Here’s more on the matter:
For those who are planning to have a small wedding, they have to make sure the wedding venue they have chosen allows for a small guest count, so they don’t end up paying extra for non-existent guests. On the flip side, couples planning to have a giant wedding, need to make sure their dream venue can hold all their friends and family. Many venues have a 20% admin fee and a small percentage of state tax. This is good to remember.
This question is best to ask before the pricey deposit is paid. Thus, couples will know if they’ll have to spend extra on making sure their guests have cutlery and a place to sit.
Ask the venue about vendors such as caterers, DJs/bands, photographers, and tent rentals. Some venues will require couples to use their specific vendors, and others will be open to accommodate the choice of the wedding couple.
Food & Drink
Find out what the venue does for food — do they offer passed hors d’oeuvres, a plated meal, a buffet, or a combination? Does the venue offer customizable bar packages, or are they set in stone? Do they do a cash bar, open bar, or consumption bar? Do they make cakes in-house or not?
Couples need to ask their venue if they have on-site lodging either for the wedding party or the entire guest list, and if they don’t, they need to ask for their recommended hotels and bed and breakfasts. This is also the time to ask for any accessibility issues like the number of stairs, steep hills, or difficult acoustics. It’s good to keep the guests informed.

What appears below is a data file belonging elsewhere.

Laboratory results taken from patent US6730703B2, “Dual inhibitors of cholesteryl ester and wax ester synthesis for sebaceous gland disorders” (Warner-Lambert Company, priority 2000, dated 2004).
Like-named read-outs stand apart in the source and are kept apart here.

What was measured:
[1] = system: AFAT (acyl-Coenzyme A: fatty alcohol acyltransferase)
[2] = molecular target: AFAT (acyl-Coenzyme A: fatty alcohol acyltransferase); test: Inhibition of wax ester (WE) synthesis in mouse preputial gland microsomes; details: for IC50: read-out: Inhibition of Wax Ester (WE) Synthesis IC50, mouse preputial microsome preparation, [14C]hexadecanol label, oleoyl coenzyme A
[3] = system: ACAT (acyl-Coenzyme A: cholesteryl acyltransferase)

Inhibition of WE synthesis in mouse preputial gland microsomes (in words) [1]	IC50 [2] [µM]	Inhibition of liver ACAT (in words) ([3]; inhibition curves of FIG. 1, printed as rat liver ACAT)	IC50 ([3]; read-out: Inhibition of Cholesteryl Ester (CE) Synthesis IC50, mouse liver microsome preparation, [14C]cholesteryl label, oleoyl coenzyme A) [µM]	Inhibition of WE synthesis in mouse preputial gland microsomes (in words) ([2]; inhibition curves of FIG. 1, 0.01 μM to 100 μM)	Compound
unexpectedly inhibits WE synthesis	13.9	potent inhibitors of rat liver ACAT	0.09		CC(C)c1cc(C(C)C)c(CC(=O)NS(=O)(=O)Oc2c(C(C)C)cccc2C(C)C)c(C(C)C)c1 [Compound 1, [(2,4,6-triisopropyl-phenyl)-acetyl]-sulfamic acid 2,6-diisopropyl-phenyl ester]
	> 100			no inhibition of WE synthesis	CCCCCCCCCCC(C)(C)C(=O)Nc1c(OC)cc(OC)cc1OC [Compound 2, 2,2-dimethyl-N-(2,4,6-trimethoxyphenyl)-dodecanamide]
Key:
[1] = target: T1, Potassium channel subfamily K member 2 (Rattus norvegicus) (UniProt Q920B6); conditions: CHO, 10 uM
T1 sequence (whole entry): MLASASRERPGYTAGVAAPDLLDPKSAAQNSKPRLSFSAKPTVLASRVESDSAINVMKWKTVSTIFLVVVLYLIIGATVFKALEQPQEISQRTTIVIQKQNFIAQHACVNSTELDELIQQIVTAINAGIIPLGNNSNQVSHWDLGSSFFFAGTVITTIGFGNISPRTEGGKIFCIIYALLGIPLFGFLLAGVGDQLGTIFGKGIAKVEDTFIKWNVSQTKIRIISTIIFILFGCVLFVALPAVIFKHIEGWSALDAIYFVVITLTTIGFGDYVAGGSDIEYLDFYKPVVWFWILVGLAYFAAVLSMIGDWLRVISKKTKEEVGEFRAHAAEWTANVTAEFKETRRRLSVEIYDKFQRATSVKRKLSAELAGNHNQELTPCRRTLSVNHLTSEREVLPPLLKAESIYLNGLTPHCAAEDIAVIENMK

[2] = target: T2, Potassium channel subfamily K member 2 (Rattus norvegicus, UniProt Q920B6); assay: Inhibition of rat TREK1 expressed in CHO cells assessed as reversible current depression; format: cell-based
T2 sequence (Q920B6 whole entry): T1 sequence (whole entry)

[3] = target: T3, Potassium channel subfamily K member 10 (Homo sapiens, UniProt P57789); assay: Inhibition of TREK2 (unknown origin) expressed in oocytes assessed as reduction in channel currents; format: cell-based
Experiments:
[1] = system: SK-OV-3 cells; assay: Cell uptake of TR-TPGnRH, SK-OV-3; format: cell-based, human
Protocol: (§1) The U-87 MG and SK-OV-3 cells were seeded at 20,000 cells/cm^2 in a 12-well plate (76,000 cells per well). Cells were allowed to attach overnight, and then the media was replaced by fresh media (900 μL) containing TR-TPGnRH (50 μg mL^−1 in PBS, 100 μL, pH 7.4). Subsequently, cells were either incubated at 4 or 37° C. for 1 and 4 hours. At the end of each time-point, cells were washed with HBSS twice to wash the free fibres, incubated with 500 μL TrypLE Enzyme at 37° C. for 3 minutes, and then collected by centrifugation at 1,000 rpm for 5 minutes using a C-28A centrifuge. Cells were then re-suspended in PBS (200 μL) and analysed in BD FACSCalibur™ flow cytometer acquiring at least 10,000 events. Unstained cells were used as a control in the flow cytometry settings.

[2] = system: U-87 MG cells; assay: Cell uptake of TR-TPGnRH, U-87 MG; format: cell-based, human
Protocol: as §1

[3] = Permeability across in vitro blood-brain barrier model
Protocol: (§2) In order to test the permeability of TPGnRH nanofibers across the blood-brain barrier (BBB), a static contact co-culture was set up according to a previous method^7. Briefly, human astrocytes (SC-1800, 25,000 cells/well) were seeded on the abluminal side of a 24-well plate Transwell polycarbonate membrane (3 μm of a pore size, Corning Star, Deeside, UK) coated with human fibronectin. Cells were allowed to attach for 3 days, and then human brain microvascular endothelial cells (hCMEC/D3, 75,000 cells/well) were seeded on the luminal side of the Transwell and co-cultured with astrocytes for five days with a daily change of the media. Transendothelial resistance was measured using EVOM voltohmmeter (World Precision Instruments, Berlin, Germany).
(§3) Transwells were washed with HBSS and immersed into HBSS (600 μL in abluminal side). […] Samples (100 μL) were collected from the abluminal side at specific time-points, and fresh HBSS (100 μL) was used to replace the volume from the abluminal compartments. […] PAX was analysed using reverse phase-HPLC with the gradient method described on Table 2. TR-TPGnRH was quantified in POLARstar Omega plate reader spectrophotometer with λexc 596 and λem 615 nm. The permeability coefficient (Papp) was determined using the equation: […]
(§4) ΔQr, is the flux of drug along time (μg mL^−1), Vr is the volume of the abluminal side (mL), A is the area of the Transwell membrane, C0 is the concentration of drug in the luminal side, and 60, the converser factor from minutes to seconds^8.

Many older wedding venues don’t have a lot of parking, so it is important to ask the venue if their parking space can handle all the guests and vendors or if there will be a need to provide a shuttle bus to the ceremony and party. Some wedding venues may require couples to hire a shuttle if they have a large guest count.
This is an important question, especially for those who are having any type of outdoor celebration. Couples need to let their guests know if they need to wear terrain-appropriate shoes for a beach or farm wedding or if they can whip out their stilettos for the hardwood floors of a hotel.
Sharing The Venue
Some venues cater for morning and evening weddings, some do one venue a day, and some only have one a weekend. Couples will want to ask if they will be sharing the venue so they can coordinate the timing with their vendors and guests.
Values And Ethics
It’s good to make sure the values and ethics of the couple align with the venue. If the wedding will be religious or culturally-specific, the venue needs to accommodate the couple’s needs.